Apart from being funny there is, as I noted earlier, a message. As indecipherable as the movie can be, it’s still hard not to draw your own conclusions. Maybe you were like me and assumed that MOTHER! was a feminist treatise. Maybe you thought Lawrence’s cipher-like performance and her frequent claustrophobic close-ups were Aronofsky’s way of uncomfortably placing the viewer in Lawrence’s shoes, a means to experience the constant aggravations, threats and indignities she faces on an hourly basis. Perhaps because Lawrence can’t have a single interaction without another character ignoring or treating her with a combination of hostility and condescension, you assumed MOTHER! was addressing the difficulties women face in the workplace or the world at large. Conceivably, you may have gathered that the third act about the warring cult-like factions that take over Bardem and Lawrence’s home is noting how organized religion alternately demonizes and marginalizes women. Mayhap you were struck by Bardem’s character, an unctuous cad who is never impressed by her accomplishments, finds himself marrying increasingly younger women, is described by Lawrence as someone who only “loves the way [Lawrence] loves him” and most tellingly, rips Lawrence’s heart out in the finale. And I mean that literally. If that was your interpretation, let me be the first to give you enthusiastic thumbs up, kiss you gently on the forehead and then whisper softly in your ear, “’Try again, you dunce. You fucking dunce.” Surprise! MOTHER! has nothing to do with anything I mentioned above. According to Aronofsky, MOTHER! is actually about climate change. Lawrence is an embattled Mother Earth protecting her home from careless outsiders, Bardem is a vain, self-involved God, while Harris, Pfeiffer, Wiig and the rest are supposed to be you and me: petty, self-destructive idiots stomping around on our giant carbon footprints, stinking everything up with our Burger King farts. Knowing this particular factoid ruins MOTHER!. Significantly. It not only removes the mystery behind the film, the clumsy allegory cheapens MOTHER! and places it alongside the same shame-based, hard sell approach to environmentalism as CAPTAIN PLANET and films like THE DAY AFTER TOMORROW. Realizing this is akin to the realization that every movie Brad Bird directed at Pixar was actually the same “Highlights for Children” spin on The Fountainhead. It’s so disappointing. Additionally, the environmental theme doesn’t clear up many of the film’s elements. It doesn’t explain what that yellow Alka-Seltzer-like substance is that Lawrence keeps taking every time she gets stressed out. It never really makes it clear what earth is supposed to represent (Is earth supposed to be Lawrence’s house? Or her baby? Both? Lawrence herself?). Nor does it explain what that third act hot take on religious fanaticism has to do with climate change or why religion has to play a role in this. If Aronofsky is going to wallow in loaded GODZILLA VS. THE SMOG MONSTER level preachiness, why couldn’t Bardem’s character symbolize corporate greed or political non-action? Why is God getting dragged into this? I wish I could go back to those heady moments when I thought Aronofsky was telling me to stop being mean to ladies and that terrorism is bad.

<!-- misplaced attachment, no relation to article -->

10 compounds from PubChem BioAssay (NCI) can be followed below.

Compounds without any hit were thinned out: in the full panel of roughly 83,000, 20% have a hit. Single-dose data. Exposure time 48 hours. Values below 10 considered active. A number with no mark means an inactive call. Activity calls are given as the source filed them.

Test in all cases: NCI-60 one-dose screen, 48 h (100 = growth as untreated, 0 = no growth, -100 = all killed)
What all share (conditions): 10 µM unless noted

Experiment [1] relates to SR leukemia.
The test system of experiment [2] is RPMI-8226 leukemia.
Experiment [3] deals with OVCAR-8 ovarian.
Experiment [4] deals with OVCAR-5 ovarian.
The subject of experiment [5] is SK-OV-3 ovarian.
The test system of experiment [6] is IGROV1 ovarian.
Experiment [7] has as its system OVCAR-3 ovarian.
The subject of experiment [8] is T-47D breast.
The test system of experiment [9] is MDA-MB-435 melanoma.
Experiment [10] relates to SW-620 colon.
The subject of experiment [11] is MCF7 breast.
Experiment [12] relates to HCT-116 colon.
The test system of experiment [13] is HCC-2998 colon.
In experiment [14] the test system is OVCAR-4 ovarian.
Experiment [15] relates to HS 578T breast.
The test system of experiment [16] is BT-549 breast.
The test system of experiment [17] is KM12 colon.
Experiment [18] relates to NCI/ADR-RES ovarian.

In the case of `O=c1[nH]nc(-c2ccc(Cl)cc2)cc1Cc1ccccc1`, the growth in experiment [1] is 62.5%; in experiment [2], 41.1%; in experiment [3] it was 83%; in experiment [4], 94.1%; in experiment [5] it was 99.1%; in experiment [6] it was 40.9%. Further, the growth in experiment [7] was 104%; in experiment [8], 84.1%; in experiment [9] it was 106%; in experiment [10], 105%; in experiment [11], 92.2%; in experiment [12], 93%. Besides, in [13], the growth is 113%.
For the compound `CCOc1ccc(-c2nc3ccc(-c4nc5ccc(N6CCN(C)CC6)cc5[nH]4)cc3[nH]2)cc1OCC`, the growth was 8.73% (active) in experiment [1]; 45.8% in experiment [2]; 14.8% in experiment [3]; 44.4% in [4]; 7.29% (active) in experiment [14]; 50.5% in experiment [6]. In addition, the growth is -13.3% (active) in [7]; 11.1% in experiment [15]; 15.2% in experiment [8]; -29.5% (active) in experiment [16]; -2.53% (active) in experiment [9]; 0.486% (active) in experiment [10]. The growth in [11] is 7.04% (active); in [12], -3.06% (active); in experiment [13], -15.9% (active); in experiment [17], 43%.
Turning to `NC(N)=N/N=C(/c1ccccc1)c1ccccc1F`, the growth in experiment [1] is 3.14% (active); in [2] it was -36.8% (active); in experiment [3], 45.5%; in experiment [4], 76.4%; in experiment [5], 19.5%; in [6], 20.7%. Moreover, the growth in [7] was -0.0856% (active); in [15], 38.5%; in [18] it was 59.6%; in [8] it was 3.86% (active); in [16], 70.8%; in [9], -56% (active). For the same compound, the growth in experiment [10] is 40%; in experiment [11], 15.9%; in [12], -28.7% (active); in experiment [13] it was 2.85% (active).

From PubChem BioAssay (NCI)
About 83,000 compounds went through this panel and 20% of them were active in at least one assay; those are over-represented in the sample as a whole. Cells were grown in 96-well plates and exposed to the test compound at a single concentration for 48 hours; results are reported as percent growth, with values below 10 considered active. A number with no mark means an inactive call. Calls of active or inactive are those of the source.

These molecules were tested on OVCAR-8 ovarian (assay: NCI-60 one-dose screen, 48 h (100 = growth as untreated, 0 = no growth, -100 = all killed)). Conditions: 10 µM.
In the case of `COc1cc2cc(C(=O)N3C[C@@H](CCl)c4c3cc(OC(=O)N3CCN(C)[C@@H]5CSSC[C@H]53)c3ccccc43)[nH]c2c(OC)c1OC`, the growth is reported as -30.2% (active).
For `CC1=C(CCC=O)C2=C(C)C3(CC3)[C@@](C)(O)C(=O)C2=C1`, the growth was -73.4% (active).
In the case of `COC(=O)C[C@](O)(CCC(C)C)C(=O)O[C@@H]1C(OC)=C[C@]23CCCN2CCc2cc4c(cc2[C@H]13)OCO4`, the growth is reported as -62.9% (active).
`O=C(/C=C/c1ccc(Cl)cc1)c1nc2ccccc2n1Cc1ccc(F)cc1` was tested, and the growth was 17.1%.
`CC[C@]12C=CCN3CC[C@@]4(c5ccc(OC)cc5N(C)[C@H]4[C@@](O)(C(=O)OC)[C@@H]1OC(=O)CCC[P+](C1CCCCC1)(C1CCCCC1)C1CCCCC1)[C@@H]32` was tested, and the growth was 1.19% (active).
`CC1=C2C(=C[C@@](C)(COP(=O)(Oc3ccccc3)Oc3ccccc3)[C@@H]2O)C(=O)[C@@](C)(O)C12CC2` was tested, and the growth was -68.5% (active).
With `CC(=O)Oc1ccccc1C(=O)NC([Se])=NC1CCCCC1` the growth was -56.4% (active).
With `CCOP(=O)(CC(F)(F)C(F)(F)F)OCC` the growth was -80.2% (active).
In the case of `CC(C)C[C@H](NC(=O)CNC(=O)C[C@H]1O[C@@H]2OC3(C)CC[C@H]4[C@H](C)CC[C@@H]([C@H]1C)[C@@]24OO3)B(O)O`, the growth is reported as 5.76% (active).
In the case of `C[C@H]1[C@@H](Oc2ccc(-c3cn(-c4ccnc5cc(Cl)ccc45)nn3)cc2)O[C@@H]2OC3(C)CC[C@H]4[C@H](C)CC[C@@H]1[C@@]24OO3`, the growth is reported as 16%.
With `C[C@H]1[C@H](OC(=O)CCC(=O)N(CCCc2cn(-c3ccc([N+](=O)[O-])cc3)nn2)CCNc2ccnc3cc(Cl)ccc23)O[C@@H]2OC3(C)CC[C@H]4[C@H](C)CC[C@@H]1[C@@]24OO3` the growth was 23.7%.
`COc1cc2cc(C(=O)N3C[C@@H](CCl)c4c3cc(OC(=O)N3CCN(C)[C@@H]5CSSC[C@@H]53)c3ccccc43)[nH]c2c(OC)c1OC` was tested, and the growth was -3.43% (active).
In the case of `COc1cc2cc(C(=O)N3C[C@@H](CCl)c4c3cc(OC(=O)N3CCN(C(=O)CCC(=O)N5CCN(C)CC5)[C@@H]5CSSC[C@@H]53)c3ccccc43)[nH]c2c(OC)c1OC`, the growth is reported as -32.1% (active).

And yet, even though Aronofsky ruined the experience of his own movie for me, I still can’t hate something this strange and upsetting. The kind of strange and upsetting you could only get on a twelfth generation VHS bootleg of an unsubtitled print of some Japanese movie from the '70s where yakuza members are murdering each other in a Technicolor chicken coop (more people need to see Hideo Gosha’s VIOLENT STREETS). MOTHER! somehow manages to out-weird Aronofsky’s NOAH and that had a rock monster with the voice of Nick Nolte and Ray Winstone as a guy who bit the heads off of lizards and carried a flaming sword. It’s also, thanks to DP Matthew Libatique, a beautifully shot movie with affecting performances. And considering the Rorschach Test qualities of MOTHER!, nobody will experience the film in the same way. You might be amused, enraged or horrified, but you’ll never be bored. MOTHER! is a flawed film. It’s a self-indulgent film. More to the point, it’s probably not a good film. It is however, the most unforgettable film you will ever experience and isn’t that what really matters?

1 comment:

Greg Goodsell said...

Everything and nothing. I was glad that this landed in multiplexes dishing out WONDER WOMAN.